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Acosta v. Raemisch

United States District Court, D. Colorado

March 30, 2017

RICK RAEMISCH, Exec Director, Colorado Department of Corrections, and CYNTHIA COFFMAN, Attorney General for State of Colorado, Respondents.


          Richard P. Matsch, Senior Judge

         An Information filed on April 23, 2004, in the District Court, Adams County, Colorado, charged Gabriel Alexander Acosta and Chante Dillon with first degree murder for the killing of Kimberly Dotson. A lawyer from the Adams County Public Defender's Office appeared for Acosta on April 28, 2014.

         At a motions hearing held on November 12, 2014, defense counsel advised the court of a potential conflict of interest because lawyers in that office had represented two of the state's witnesses, the victim and the only eye-witness Patricia Medina. The court appointed advisory counsel for Acosta to discuss a waiver of those conflicts. At a hearing held on November 23, 2014, that lawyer said he thought the conflicts were not waivable but Acosta wanted to waive and the court accepted his waiver.

         The court ordered separate trials with Dillon's case going first and Acosta's trial immediately after her trial.

         Patricia Medina failed to appear in response to subpoenas for two hearings. As a result she was jailed. The court then ordered the taking of her deposition to preserve her testimony for use at the two trials if she did not appear for them. The deposition for Dillon was taken on December 15, 2004, with cross-examination by her appointed counsel. Acosta's public defender cross-examined Medina on December 22, 2014. At the conclusion of that deposition an attorney for Medina requested her release which the court granted, requiring that she post a $2, 500 personal recognizance bond and report to supervised release.

         Upon her failure to report as ordered, an arrest warrant was issued on January 20, 2005, and Medina was returned to jail. She testified at Dillon's trial in March, 2015. Dillon was convicted of manslaughter.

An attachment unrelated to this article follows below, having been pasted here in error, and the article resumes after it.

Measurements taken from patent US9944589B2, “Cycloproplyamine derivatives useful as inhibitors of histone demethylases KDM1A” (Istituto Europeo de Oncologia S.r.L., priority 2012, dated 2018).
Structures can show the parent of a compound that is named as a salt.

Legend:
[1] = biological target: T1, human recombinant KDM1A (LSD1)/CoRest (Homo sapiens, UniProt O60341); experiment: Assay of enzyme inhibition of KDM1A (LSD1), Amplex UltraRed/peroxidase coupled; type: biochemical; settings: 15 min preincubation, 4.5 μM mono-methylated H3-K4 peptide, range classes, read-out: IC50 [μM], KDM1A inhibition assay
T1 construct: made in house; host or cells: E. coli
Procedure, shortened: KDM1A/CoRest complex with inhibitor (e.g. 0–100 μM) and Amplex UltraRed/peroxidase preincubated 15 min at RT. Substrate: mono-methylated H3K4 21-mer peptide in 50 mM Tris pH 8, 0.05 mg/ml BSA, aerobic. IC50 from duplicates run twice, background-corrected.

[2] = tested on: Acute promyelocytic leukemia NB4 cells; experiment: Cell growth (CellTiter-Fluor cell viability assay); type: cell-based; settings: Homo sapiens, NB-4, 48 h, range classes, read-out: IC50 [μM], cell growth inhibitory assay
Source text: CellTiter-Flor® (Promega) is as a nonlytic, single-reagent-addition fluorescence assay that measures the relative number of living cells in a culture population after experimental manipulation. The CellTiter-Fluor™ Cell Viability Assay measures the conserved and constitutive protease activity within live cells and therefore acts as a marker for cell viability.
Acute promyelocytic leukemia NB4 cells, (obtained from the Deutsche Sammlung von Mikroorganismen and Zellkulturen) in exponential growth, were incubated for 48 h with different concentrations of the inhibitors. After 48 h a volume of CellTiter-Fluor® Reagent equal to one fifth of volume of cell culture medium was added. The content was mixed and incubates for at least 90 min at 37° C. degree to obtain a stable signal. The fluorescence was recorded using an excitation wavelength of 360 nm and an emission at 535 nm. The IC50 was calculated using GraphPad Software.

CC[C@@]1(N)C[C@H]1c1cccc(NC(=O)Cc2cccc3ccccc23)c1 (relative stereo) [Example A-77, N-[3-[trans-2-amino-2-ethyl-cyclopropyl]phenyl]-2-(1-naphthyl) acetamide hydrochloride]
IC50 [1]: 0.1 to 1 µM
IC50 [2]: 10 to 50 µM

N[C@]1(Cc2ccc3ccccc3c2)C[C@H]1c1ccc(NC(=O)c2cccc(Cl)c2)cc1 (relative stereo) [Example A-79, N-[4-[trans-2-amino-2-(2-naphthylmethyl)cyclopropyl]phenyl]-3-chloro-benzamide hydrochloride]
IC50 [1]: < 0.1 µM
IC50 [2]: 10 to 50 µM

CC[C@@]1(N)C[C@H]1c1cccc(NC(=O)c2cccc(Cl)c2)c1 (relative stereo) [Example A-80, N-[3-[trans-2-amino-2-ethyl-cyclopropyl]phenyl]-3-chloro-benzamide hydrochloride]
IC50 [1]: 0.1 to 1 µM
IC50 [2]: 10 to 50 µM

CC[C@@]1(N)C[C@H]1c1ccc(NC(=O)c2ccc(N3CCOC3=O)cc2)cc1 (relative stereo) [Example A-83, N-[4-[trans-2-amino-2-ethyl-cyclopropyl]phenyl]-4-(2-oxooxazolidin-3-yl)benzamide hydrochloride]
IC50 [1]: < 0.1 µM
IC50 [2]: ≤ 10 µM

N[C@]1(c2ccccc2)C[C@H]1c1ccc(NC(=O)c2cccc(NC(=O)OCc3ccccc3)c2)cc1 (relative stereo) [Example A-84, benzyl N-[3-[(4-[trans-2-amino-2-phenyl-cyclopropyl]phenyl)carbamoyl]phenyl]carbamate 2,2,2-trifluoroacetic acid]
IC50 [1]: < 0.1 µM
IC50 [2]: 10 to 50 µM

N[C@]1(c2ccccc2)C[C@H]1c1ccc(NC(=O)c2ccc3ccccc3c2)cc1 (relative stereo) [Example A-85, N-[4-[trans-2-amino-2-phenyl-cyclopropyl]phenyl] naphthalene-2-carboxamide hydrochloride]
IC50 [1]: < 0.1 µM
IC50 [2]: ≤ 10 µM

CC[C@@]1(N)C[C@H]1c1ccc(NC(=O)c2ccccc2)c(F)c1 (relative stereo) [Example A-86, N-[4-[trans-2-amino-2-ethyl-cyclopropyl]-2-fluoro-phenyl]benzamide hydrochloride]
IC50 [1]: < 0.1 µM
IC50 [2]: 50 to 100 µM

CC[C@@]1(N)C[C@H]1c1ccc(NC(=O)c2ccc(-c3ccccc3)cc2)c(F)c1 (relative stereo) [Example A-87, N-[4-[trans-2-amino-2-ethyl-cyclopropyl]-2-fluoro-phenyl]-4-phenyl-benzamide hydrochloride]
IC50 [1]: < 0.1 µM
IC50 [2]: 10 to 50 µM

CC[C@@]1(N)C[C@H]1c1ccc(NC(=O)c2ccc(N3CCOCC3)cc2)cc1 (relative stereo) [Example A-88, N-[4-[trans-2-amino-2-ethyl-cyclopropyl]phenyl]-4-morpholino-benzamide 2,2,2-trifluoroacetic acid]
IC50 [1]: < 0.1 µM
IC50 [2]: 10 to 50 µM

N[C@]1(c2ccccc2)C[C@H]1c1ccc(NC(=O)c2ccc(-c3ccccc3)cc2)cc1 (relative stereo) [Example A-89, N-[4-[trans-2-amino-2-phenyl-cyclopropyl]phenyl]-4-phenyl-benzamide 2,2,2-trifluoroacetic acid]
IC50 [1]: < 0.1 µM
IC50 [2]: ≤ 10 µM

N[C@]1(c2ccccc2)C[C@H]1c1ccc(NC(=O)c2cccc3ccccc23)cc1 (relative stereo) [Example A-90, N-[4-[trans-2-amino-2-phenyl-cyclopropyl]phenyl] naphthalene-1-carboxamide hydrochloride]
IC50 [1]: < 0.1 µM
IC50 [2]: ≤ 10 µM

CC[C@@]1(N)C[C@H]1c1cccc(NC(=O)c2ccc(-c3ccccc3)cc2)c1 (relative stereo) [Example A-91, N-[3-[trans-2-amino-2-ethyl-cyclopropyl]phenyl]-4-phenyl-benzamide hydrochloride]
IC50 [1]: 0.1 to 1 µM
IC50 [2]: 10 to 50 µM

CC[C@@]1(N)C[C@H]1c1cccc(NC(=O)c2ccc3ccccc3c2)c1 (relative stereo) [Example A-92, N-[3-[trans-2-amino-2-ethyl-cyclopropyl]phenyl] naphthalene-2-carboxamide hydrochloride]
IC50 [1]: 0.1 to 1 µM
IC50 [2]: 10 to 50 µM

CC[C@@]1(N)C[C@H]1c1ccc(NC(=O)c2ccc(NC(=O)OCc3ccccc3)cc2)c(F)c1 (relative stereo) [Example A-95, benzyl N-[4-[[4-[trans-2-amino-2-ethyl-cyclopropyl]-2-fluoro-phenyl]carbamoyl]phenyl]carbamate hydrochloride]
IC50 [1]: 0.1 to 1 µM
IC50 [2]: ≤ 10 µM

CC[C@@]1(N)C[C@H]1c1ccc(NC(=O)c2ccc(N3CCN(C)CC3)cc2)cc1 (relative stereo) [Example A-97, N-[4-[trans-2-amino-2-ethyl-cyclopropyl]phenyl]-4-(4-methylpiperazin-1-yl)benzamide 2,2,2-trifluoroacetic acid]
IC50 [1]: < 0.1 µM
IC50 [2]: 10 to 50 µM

At a hearing on Thursday, March 31, 2015, four days before the scheduled start of Acosta's trial on Monday, April 4, 2015, the public defender advised the court that a non-waivable conflict had been discovered requiring his withdrawal.

         The court accepted counsel's statement that he could not ethically disclose the conflict and granted his withdrawal. The court then engaged in a colloquy with Acosta informing him that he had the choice of proceeding pro se or waiving his right to speedy trial to permit new appointed counsel to prepare for trial which could not be done before the trial to begin four days later. Given that choice, Acosta waived speedy trial and the trial was rescheduled to begin on August 29, 2005.

         On April 6, 2015, counsel for Medina asked the court to release her because of the delay in the trial setting. The court granted that request, released her on a $500 personal recognizance bond and an order to report to supervised release the following morning. She did not report as ordered. Acosta was not present and no lawyer represented him at that hearing. New counsel for Acosta entered their appearance on April 8, 2015.

         An arrest warrant for Medina was issued on July 1, 2015. Medina was not located and at Acosta's trial her testimony was read to the jury from the deposition. It had been videotaped but defense counsel requested the reading to enable him to submit cross-examination from other transcripts.

         Medina was arrested in Denver on unrelated charges on September 1, 2015, the same day that the transcripts were read. The Denver Sheriff advised the Adams County Sheriff of this arrest by faxes sent on September 2 and September 6, 2015.

         In his Application for Writ of Habeas Corpus Pursuant to 28 U.S.C. § 2254, Acosta claims that he was denied two of the protections afforded by the Sixth Amendment to the United States Constitution-the right to be confronted with the witness against him and to have the assistance of counsel for his defense.

         The first claim is that if he had been represented by a lawyer at the March 31, 2015, hearing on the withdrawal of the public defender he would not have had to waive speedy trial and the trial could have proceeded with a much shorter delay keeping Patricia Medina in jail until she testified at trial. The applicant contends that the trial judge assumed that not enough time remained on the statutory speedy trial limit to give newly appointed defense counsel an adequate opportunity to prepare for trial. That assumption is said to be wrong because more than 50 days remained according to Acosta's computation.

         There was no counsel for Acosta present to object to the court's release of the witness on April 6, 2015. The transcript of that hearing shows that the judge considered it unfair to keep her in jail for another five months. If defense counsel could not have persuaded the judge that her availability for trial was critical, at least he would have assured that her release would have ...

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